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Tender, juicy, succulent – is there any other way to eat lamb? My Slow Roasted Lamb Shoulder ticks all those boxes AND some. See that yummy looking crusty bit on top of the shoulder? Where the fat has rendered and you are left with a crispy herb crust…OMG…that is the bit that I hang around in the kitchen for after everyone has sat down at the table, hoping against hope that there is some left on the carving plate for me to steal without anyone noticing!
Actually, I took some creative licence with that statement, and me hanging around the kitchen after plates have been dished only happens in my mother’s kitchen with roast lamb, AND I think they’re on to me…I’ve been doing it for years!
The reason it only happens at my mum & dad’s house now is because in our kitchen my husband Peter is the one who carves the roast lamb AND he gives ME those bits on MY plate! He does keep a bit for himself (and probably eats some as he carves it which I chose to ignore) – but mostly he gives them all to me! Yay!
That’s what I call true love. Being selfless with the “best bits” of your roast lamb dinner.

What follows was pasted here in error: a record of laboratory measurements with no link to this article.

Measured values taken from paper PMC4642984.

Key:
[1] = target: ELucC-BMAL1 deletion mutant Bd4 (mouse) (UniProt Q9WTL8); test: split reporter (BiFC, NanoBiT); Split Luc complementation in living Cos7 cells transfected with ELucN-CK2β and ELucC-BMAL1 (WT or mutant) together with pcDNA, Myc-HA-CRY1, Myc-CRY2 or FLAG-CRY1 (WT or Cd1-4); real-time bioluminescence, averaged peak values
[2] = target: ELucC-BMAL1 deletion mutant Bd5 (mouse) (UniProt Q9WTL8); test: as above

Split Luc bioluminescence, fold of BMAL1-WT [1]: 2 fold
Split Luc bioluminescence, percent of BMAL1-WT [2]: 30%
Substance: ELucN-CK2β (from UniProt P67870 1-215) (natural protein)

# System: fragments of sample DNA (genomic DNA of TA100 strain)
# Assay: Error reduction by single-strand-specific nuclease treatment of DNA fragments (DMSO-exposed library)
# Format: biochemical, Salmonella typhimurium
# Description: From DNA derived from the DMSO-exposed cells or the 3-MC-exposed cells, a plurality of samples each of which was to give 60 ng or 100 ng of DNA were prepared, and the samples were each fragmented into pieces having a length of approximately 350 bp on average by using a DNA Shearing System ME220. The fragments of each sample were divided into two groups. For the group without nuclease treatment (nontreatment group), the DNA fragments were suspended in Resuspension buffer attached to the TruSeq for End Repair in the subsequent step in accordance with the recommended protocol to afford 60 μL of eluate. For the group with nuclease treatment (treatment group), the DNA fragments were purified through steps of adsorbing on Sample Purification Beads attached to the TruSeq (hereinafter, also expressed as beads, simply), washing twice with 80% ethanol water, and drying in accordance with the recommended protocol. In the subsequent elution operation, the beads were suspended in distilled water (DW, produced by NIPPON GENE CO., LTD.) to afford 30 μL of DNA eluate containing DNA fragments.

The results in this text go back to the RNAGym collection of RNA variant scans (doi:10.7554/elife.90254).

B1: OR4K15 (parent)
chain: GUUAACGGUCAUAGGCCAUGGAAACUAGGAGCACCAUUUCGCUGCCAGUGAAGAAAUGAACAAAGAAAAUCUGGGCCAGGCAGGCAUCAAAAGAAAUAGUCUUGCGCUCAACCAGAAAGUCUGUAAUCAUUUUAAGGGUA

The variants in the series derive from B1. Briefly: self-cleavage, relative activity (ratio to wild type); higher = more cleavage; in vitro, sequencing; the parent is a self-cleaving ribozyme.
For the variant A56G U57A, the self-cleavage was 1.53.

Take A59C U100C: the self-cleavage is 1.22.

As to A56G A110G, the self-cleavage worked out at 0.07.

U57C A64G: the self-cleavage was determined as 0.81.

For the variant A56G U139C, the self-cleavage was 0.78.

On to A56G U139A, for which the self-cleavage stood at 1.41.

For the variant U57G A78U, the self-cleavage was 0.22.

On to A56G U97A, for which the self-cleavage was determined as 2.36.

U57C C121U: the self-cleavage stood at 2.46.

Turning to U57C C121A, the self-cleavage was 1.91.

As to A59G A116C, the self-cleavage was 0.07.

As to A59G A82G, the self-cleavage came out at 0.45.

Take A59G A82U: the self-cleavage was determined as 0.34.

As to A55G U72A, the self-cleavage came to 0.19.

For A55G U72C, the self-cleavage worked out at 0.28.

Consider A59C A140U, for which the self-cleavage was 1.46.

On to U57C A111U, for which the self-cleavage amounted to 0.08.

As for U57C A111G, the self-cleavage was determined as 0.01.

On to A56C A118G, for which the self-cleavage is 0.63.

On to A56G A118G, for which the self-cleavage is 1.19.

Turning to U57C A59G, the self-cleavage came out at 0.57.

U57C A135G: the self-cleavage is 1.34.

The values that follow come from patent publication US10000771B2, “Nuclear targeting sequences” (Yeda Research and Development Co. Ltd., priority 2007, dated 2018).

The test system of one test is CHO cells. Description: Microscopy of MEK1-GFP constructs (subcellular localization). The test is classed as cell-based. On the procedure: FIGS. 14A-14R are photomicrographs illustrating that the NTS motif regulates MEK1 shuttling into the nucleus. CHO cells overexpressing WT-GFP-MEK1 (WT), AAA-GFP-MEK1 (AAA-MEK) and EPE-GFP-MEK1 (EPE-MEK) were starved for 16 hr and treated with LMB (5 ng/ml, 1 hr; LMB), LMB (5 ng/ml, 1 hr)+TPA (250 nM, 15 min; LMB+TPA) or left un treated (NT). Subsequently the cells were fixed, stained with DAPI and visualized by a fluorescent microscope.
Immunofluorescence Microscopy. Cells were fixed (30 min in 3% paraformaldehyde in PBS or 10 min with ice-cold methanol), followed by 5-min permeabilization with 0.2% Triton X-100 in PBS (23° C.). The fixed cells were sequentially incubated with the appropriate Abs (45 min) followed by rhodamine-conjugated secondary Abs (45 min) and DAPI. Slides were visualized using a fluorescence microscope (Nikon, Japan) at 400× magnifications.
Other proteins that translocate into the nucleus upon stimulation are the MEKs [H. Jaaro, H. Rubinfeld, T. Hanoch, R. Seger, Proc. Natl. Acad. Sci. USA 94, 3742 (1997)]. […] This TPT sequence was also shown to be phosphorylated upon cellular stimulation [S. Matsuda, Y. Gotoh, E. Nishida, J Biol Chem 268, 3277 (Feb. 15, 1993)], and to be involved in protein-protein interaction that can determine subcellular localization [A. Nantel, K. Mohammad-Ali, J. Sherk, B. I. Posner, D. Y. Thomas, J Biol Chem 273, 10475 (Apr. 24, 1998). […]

Truth be told, he doesn’t just do it with this Slow Roasted Lamb Shoulder, or lamb in general. I get all sorts of little treats. What can I say? He’s one in a million.
I hope you enjoy this lamb as much as we do,
Suggested Accompaniment: Soft Parmesan Flatbread (No Yeast)
Slow Roasted Lamb Shoulder
Slow Roasted Lamb Shoulder with carrots - moist, tender, pull-apart lamb shoulder with a garlic, rosemary & cumin rub served with baby carrots and gravy
- 1.6 - 1.8 kg lamb shoulder (bone in) trimmed slightly
- 2 tsp fresh rosemary leaves
- 1/2 tsp cumin seeds
- 1/2 tsp rock salt
- 3 large garlic cloves
- 1 tsp olive oil
- 1 bunch dutch/mini/baby carrots scrubbed & peeled
- 1 1/2 tbsp plain/all purpose flour
- 1 - 1 1/2 cups beef stock (see notes)
- salt to taste
Pre heat oven to 140 c ff / 280f
Place rosemary leaves, cumin seeds, garlic, salt & olive oil into a mortar & pestle, and mash/grind until you have a course paste
Place lamb shoulder fat side up in a baking dish/roasting tray - click here to see the one I use - and rub all over with herb paste (including the bottom side)
Place a piece of baking/parchment paper on top of lamb, then cover entire baking dish/tray tightly with aluminium foil (see notes)
Bake for 3 hours, carefully remove the foil and baking paper and check lamb. It should be soft and fork tender, if not return to oven (with baking paper & foil) for a further 30 mins
Once lamb is tender, turn the oven up to 180c ff / 355f. Then add carrots to liquid which has collected in the base of the tin, baste the top of the lamb with some of this braising liquid & return lamb to the oven, uncovered and bake for a further 30 to 45 mins to form a slight crust on top and until carrots are cooked to your liking (see notes)
Remove lamb from oven & cover lightly with foil to rest while you make the gravy